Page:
"You are the Commandant of Blackcliff and adviser to the Emperor, Keris," I say. "But as Blood Shrike, I outrank you. You do realize I could haul you into interrogation and have you purged."
"Don't pull rank with me, little girl," the Commandant says softly. "The only reason you're not already dead is that I--not Marcus, I--still have use for you. But"--she shrugs--"if you insist on a purging, I will, of course, submit."
I still have use for you.
"Did you, on the night of Veturius's escape, see him at a storage building on the eastern wall of the city, fight him there, lose, and get knocked unconscious while he and the slave escaped on a horse?"
"I just answered that question," she says. "Was there anything else, Blood Shrike? The Scholar revolution has spread to Silas. At dawn, I'm to lead the force that will crush it."
Her voice is as mild as ever. But for a moment, something flares in her eyes. A well-deep flicker of rage. It's gone as quickly as it appeared. I'll get nothing from her now.
"Good luck in Silas, Commandant." As I turn to leave, she speaks.
"Before you go, Blood Shrike, congratulations are in order." She allows herself a slight sneer. "Marcus is finalizing the paperwork now. Your sister's betrothal to the Emperor does him great honor. Their heir will be legitimately Illustrian--"
I am out the door and across the courtyard, my head filled with a rushing that makes me sick. I hear my father when I asked him what he'd traded for my freedom. Nothing important, daughter. And Livia, a few nights ago, telling me Hannah was acting strange. Like she knows something we don't.
I tear past the guards and vault onto my horse. All I can think is: Not Livvy. Not Livvy. Not Livvy.
Hannah is strong. She's bitter. She's angry. But Livvy--Livvy is sweet and funny and curious. Marcus will see it, and he will crush her. He'll enjoy doing it.
I reach home, and before my horse has had a chance to stop, I'm sliding off and shoving through the front gates--straight into a courtyard packed full of Masks.
"Blood Shrike." One of them steps forward. "You are to wait here--"
"Let her through."
Marcus saunters out the front door of my house, my mother and father flanking him. Bleeding skies, no. The sight is so wrong that I want to scrub it from my eyes with lye. Hannah follows, head held high. The shine in her eyes bewilders me. Is it her, then? If so, why does she look happy? I've never hid my contempt of Marcus from her.
As they enter the courtyard, Marcus bows and kisses Hannah's hand, the epitome of a well-behaved, highborn suitor.
Get the bleeding hells away from her, you pig. I want to scream it. I bite my tongue. He's the Emperor. And you're his Shrike.
When he rises, he inclines his head to my mother. "Set a date, Mater Aquilla. Don't wait too long."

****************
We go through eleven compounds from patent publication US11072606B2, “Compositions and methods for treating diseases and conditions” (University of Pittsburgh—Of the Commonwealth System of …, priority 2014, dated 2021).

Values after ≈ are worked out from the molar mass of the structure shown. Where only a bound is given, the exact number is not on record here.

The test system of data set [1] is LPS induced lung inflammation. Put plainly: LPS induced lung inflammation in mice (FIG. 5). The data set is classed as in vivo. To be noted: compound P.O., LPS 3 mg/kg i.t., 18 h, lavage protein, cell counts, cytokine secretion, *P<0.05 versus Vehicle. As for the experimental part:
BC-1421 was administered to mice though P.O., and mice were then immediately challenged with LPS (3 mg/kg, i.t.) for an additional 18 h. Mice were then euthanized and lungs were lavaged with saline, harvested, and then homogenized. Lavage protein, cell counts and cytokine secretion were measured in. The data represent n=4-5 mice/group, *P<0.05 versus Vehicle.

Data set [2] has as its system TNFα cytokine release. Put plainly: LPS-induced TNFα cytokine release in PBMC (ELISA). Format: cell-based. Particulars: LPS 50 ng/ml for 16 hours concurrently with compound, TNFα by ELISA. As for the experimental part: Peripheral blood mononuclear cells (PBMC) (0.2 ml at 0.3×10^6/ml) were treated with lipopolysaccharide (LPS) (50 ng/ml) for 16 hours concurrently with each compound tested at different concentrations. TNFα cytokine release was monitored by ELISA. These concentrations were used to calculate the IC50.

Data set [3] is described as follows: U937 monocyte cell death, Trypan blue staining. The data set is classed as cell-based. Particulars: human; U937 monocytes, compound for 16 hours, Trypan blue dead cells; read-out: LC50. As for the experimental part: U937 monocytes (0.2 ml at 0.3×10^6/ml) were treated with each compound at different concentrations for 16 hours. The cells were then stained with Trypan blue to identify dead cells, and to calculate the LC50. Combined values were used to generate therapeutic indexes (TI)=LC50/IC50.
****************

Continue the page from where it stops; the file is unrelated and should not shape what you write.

"Will your family wish to attend, Your Imperial Majesty?" my mother asks.
"Why?" Marcus curls his lip. "Too Plebeian to go to a wedding?"
"Of course not, Your Majesty," my mother says. "Only I have heard tell that your mother is a woman of great piousness. I expect that she would observe the Augurs' suggested mourning period of four months quite strictly."
A shadow passes over Marcus's face. "Of course," he says. "It will take as long for you to prove that Gens Aquilla is worthy."
He approaches me, and at the horror in my eyes, he grins, all the more savage for the pain he's just felt in remembering Zak. "Careful now, Shrike," he says. "Your sister is to be in my care. You wouldn't want anything to happen to her, would you?"
"Won't you congratulate me, Blood Shrike?" she says. "I am to be Empress."
She's a fool, but she's still my little sister, and I love her. I cannot let this stand.
"Father," I say through gritted teeth. "I would speak with you."
"You should not be here, Shrike," my father says. "You have a mission to complete."
"Can't you see, Father?" Hannah whirls on me. "Ruining my marriage is more important to her than finding the traitor."
My father looks a decade older than he did yesterday. "The betrothal papers have been signed by the Gens," he says. "I had to save you, Helene. This was the only way."
"Father, he is a murderer, a rapist--"
"Isn't that every Mask, Shrike?" Hannah's words are a slap in the face. "I heard you and your bastard friend speaking ill of Marcus. I know what I'm getting into."
She swoops toward me, and I realize she's as tall as I am, though I don't remember when that happened. "I don't care. I will be Empress. Our son will be heir to the throne. And the fate of Gens Aquilla will forever be secure. Because of me." Her eyes glow with triumph. "Think on that as you hunt down the traitor you call friend."